Table 2-1 Estimated Annual Incidence and Prevalence of Selected Sexually Transmitted Diseases (STDs) in the United States, 1994




Chlamydial infection


Not available



Not available



Not available

Congenital syphilis


Not available

Human papillomavirus infection



Genital herpes infection



Hepatitis B virus infection (sexually transmitted)


Not available




HIV infection

Not available




Not available



Not available

Pelvic inflammatory disease


Not available

NOTE: The Division of STD Prevention, CDC, is currently developing a process for systematically generating and updating incidence and prevalence estimates for specific STDs.

a Number reflects reported cases to the CDC plus estimated unreported cases.

b Based on Johnson RE, Nahmias AJ, Magder LS, Lee FK, Brooks CA, Snowden CB. A seroepidemiologic survey of the prevalence of herpes simplex virus type 2 infection in the United States. N Engl J Med 1989;321:7-12. However, recent data indicate a substantial recent increase in prevalence in the United States (Johnson R, Lee F, Hadgu A, McQuillan G, Aral S, Keesling S, et al. U.S. genital herpes trends during the first decade of AIDS—prevalences increased in young whites and elevated in blacks. Proceedings of the Tenth Meeting of the International Society for STD Research, August 29-September 1, 1993, Helsinki [abstract no. 22]).

c Reported cases to the CDC. Source: CDC. HIV/AIDS Surveillance Report. Atlanta: Centers for Disease Control and Prevention, 1995;7(2).

d Estimated prevalence of persons diagnosed with AIDS at the end of 1993. All AIDS cases including unreported cases.

e Prevalence as of January 1993. Source: Rosenberg PS. Scope of the AIDS epidemic in the United States. Science 1995;270:1372-5.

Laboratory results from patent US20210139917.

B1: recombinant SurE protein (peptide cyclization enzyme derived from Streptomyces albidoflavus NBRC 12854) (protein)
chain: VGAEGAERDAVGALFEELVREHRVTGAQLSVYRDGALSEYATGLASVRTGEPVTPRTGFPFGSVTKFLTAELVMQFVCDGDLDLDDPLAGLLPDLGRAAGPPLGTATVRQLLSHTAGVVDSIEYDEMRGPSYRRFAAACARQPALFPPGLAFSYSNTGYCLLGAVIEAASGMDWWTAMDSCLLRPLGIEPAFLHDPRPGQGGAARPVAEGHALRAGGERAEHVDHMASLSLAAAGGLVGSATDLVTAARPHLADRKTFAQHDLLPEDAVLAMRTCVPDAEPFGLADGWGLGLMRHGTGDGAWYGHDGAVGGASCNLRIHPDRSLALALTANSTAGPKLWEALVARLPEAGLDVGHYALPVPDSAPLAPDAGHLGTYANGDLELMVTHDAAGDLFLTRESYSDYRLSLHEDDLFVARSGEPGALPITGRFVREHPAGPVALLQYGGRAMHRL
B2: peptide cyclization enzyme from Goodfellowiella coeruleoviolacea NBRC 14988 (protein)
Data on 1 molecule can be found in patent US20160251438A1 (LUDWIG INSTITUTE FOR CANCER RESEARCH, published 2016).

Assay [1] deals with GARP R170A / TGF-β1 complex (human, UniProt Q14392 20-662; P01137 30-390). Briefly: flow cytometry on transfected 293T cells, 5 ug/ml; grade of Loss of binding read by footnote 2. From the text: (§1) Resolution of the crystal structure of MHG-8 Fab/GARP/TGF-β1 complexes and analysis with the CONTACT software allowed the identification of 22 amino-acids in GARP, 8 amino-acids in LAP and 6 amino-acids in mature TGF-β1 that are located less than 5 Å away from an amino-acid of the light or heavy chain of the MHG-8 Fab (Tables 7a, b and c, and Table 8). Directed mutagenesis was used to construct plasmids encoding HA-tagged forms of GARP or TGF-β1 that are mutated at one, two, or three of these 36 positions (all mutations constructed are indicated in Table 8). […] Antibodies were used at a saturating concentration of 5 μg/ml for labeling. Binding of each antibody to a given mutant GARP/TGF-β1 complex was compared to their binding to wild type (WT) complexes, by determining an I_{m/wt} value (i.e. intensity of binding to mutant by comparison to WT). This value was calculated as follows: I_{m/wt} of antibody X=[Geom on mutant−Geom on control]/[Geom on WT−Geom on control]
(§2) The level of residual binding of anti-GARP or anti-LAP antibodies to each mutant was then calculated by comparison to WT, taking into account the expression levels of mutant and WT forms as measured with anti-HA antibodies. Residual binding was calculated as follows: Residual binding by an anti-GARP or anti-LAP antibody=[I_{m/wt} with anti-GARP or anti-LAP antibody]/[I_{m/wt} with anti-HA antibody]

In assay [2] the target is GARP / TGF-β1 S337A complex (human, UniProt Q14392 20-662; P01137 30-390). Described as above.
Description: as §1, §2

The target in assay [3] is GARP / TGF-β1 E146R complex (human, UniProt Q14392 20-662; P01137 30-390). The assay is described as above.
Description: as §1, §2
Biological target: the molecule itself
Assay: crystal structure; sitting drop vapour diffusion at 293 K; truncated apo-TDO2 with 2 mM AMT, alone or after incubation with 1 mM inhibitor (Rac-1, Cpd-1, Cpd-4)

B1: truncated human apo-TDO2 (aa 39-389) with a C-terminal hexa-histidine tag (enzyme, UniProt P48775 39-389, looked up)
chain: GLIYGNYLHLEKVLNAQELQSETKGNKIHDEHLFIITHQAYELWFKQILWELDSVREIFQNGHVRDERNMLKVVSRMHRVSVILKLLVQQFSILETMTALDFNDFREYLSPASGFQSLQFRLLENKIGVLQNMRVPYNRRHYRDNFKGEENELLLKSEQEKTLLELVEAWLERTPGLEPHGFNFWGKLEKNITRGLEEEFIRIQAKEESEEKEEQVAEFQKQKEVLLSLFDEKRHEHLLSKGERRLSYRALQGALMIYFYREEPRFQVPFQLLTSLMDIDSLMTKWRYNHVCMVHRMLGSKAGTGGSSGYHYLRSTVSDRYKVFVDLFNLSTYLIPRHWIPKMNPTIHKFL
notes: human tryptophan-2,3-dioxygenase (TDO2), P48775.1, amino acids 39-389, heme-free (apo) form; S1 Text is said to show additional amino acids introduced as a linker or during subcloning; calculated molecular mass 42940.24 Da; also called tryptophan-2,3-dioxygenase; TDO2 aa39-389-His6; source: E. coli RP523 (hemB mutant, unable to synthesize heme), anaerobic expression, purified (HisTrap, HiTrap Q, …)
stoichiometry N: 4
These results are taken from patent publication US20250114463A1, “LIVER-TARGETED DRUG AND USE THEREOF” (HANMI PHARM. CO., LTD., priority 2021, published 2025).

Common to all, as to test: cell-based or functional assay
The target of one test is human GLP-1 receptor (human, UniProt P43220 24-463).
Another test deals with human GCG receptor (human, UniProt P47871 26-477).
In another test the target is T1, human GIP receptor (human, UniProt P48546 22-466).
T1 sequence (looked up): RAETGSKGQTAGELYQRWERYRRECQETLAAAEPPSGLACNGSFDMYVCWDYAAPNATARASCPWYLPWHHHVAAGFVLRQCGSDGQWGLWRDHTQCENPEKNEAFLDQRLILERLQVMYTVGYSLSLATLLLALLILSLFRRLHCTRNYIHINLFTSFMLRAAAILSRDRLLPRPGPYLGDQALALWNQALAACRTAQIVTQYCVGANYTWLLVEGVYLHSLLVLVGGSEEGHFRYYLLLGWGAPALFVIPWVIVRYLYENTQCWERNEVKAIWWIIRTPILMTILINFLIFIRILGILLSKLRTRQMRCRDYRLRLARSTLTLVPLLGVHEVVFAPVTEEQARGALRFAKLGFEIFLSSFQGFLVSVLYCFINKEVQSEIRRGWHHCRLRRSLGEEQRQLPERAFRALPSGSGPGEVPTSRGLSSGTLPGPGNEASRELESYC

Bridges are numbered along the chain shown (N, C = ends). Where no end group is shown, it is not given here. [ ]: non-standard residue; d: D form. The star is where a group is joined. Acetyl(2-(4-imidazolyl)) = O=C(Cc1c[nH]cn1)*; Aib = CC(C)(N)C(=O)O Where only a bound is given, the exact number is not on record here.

f Based on estimate for 1993 by Siegel (Appendix D of present report), Washington and Katz also estimated more than one million cases per year using older data (Washington AE, Katz P. Cost of and payment source for pelvic inflammatory disease. Trends and projections, 1983 through 2000 [see comments]. JAMA 1991;266:2565-9.).

PRIMARY SOURCE: CDC, DSTD/HIVP. Annual Report 1994. U.S. Department of Health and Human Services, Public Health Service. Atlanta: Centers for Disease Control and Prevention, 1995.

caused by gonorrhea or chlamydia but can also result from infection with ureaplasma, mycoplasma, and other organisms. Genital ulcers can result from herpes, chancroid, syphilis, or other infections. Vaginal discharge can be caused by trichomonas, bacterial vaginosis, or other infections. Syphilis and HIV infection have myriad clinical manifestations and can mimic many health conditions. In addition, common infections once considered trivial are now known to cause

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